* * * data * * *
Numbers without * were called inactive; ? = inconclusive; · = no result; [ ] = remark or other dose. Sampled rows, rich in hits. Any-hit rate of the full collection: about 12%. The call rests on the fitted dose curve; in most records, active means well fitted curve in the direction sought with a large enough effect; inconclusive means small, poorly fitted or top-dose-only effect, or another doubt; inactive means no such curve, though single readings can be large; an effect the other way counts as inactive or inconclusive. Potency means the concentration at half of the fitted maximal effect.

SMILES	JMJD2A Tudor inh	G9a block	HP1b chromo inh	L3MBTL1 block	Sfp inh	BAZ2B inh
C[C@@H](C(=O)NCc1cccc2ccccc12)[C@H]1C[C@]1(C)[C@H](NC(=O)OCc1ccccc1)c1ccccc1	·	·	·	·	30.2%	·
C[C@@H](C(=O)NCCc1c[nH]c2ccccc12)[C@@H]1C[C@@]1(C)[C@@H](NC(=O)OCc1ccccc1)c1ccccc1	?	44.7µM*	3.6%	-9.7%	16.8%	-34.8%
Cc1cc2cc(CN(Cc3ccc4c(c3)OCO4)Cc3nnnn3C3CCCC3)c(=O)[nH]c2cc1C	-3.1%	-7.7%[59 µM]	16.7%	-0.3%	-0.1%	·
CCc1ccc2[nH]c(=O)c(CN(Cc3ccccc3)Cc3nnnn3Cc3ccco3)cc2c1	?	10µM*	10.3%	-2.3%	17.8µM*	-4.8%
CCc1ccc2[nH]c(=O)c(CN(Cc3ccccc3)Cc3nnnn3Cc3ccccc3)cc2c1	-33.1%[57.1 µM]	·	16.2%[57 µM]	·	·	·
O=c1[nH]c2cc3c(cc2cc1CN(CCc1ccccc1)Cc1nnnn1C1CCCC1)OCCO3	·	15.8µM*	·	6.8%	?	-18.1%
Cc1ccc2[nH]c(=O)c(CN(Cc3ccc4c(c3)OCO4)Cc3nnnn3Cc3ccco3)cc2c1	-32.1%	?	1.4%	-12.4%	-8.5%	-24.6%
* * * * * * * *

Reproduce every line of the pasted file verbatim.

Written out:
Numbers without * were called inactive; ? = inconclusive; · = no result; [ ] = remark or other dose. Sampled rows, rich in hits. Any-hit rate of the full collection: about 12%. The call rests on the fitted dose curve; in most records, active means well fitted curve in the direction sought with a large enough effect; inconclusive means small, poorly fitted or top-dose-only effect, or another doubt; inactive means no such curve, though single readings can be large; an effect the other way counts as inactive or inconclusive. Potency means the concentration at half of the fitted maximal effect.

SMILES	JMJD2A Tudor inh	G9a block	HP1b chromo inh	L3MBTL1 block	Sfp inh	BAZ2B inh
C[C@@H](C(=O)NCc1cccc2ccccc12)[C@H]1C[C@]1(C)[C@H](NC(=O)OCc1ccccc1)c1ccccc1	·	·	·	·	30.2%	·
C[C@@H](C(=O)NCCc1c[nH]c2ccccc12)[C@@H]1C[C@@]1(C)[C@@H](NC(=O)OCc1ccccc1)c1ccccc1	?	44.7µM*	3.6%	-9.7%	16.8%	-34.8%
Cc1cc2cc(CN(Cc3ccc4c(c3)OCO4)Cc3nnnn3C3CCCC3)c(=O)[nH]c2cc1C	-3.1%	-7.7%[59 µM]	16.7%	-0.3%	-0.1%	·
CCc1ccc2[nH]c(=O)c(CN(Cc3ccccc3)Cc3nnnn3Cc3ccco3)cc2c1	?	10µM*	10.3%	-2.3%	17.8µM*	-4.8%
CCc1ccc2[nH]c(=O)c(CN(Cc3ccccc3)Cc3nnnn3Cc3ccccc3)cc2c1	-33.1%[57.1 µM]	·	16.2%[57 µM]	·	·	·
O=c1[nH]c2cc3c(cc2cc1CN(CCc1ccccc1)Cc1nnnn1C1CCCC1)OCCO3	·	15.8µM*	·	6.8%	?	-18.1%
Cc1ccc2[nH]c(=O)c(CN(Cc3ccc4c(c3)OCO4)Cc3nnnn3Cc3ccco3)cc2c1	-32.1%	?	1.4%	-12.4%	-8.5%	-24.6%